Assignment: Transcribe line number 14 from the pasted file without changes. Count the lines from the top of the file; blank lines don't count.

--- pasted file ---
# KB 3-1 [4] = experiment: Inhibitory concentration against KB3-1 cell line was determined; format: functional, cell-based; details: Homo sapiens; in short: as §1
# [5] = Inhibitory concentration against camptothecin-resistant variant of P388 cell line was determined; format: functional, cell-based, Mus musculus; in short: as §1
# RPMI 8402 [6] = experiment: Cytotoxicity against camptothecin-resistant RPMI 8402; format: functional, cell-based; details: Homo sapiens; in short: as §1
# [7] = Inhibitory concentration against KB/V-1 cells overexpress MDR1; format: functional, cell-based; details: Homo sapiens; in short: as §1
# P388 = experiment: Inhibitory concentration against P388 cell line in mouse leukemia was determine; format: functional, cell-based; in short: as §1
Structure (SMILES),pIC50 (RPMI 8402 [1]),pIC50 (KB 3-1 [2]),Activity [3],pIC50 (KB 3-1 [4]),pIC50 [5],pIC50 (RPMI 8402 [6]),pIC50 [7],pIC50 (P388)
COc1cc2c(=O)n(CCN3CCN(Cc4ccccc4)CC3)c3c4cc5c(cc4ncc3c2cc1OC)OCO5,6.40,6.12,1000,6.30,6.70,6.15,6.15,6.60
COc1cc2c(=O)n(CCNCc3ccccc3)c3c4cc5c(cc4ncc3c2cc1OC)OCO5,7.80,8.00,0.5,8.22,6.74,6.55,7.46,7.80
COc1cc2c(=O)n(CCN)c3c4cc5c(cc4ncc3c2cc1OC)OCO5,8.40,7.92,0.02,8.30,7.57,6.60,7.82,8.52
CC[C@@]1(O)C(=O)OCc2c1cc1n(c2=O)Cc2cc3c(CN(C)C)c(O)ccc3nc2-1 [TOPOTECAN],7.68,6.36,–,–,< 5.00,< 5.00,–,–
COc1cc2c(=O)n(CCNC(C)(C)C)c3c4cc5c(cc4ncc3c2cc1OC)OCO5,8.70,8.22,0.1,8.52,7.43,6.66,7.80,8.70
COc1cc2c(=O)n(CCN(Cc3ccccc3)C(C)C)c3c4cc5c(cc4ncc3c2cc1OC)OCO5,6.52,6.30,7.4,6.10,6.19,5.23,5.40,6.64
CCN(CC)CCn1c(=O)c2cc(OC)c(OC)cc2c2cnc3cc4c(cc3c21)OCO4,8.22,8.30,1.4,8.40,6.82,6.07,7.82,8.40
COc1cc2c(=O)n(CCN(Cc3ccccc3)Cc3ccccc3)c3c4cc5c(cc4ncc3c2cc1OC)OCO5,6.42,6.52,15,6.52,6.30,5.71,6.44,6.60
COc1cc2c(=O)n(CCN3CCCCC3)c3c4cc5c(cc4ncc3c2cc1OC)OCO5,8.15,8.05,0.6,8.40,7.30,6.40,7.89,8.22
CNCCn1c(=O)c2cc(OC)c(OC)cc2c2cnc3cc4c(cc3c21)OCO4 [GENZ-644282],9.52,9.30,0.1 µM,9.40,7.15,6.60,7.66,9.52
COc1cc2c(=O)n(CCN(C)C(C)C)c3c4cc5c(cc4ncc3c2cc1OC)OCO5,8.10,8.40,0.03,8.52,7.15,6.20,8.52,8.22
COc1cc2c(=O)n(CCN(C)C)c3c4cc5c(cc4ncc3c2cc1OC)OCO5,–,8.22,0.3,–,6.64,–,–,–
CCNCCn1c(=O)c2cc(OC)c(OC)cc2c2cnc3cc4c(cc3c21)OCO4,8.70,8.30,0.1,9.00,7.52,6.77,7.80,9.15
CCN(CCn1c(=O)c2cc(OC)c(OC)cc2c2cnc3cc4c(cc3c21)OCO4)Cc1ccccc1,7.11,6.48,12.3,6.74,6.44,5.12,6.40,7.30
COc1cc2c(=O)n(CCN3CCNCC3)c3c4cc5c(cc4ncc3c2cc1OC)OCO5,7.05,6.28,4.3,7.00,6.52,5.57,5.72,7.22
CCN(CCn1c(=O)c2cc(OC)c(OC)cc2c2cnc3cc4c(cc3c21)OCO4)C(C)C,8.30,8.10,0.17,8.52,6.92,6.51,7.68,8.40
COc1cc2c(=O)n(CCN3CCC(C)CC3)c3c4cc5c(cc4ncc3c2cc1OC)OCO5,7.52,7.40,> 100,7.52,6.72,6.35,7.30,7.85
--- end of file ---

COc1cc2c(=O)n(CCN(Cc3ccccc3)Cc3ccccc3)c3c4cc5c(cc4ncc3c2cc1OC)OCO5,6.42,6.52,15,6.52,6.30,5.71,6.44,6.60